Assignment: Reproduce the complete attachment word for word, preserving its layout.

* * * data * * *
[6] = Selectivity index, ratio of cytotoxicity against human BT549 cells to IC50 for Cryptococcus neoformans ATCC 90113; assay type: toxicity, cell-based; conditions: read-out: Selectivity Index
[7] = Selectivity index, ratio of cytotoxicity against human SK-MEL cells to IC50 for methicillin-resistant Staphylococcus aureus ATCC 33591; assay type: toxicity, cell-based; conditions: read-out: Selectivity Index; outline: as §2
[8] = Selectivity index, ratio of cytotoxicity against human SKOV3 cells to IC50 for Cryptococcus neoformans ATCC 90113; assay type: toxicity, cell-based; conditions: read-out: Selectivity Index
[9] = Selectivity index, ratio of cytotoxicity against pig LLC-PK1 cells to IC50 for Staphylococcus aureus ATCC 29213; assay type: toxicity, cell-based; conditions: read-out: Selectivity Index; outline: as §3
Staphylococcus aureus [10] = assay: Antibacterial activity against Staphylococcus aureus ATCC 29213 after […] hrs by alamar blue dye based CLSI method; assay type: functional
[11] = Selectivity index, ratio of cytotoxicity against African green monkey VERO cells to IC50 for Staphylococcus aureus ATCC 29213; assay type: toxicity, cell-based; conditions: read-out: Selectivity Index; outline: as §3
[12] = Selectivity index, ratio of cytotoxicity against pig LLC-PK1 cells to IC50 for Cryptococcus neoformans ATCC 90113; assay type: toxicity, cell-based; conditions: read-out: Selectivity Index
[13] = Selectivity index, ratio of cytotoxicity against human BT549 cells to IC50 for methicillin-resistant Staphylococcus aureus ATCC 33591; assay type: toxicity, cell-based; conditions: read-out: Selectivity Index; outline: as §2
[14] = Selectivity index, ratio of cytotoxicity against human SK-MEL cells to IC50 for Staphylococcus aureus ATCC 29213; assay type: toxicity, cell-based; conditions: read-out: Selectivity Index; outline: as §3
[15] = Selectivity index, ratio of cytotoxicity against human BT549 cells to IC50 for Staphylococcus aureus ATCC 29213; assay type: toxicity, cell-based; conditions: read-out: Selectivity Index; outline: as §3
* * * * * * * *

[6] = Selectivity index, ratio of cytotoxicity against human BT549 cells to IC50 for Cryptococcus neoformans ATCC 90113; assay type: toxicity, cell-based; conditions: read-out: Selectivity Index
[7] = Selectivity index, ratio of cytotoxicity against human SK-MEL cells to IC50 for methicillin-resistant Staphylococcus aureus ATCC 33591; assay type: toxicity, cell-based; conditions: read-out: Selectivity Index; outline: as §2
[8] = Selectivity index, ratio of cytotoxicity against human SKOV3 cells to IC50 for Cryptococcus neoformans ATCC 90113; assay type: toxicity, cell-based; conditions: read-out: Selectivity Index
[9] = Selectivity index, ratio of cytotoxicity against pig LLC-PK1 cells to IC50 for Staphylococcus aureus ATCC 29213; assay type: toxicity, cell-based; conditions: read-out: Selectivity Index; outline: as §3
Staphylococcus aureus [10] = assay: Antibacterial activity against Staphylococcus aureus ATCC 29213 after […] hrs by alamar blue dye based CLSI method; assay type: functional
[11] = Selectivity index, ratio of cytotoxicity against African green monkey VERO cells to IC50 for Staphylococcus aureus ATCC 29213; assay type: toxicity, cell-based; conditions: read-out: Selectivity Index; outline: as §3
[12] = Selectivity index, ratio of cytotoxicity against pig LLC-PK1 cells to IC50 for Cryptococcus neoformans ATCC 90113; assay type: toxicity, cell-based; conditions: read-out: Selectivity Index
[13] = Selectivity index, ratio of cytotoxicity against human BT549 cells to IC50 for methicillin-resistant Staphylococcus aureus ATCC 33591; assay type: toxicity, cell-based; conditions: read-out: Selectivity Index; outline: as §2
[14] = Selectivity index, ratio of cytotoxicity against human SK-MEL cells to IC50 for Staphylococcus aureus ATCC 29213; assay type: toxicity, cell-based; conditions: read-out: Selectivity Index; outline: as §3
[15] = Selectivity index, ratio of cytotoxicity against human BT549 cells to IC50 for Staphylococcus aureus ATCC 29213; assay type: toxicity, cell-based; conditions: read-out: Selectivity Index; outline: as §3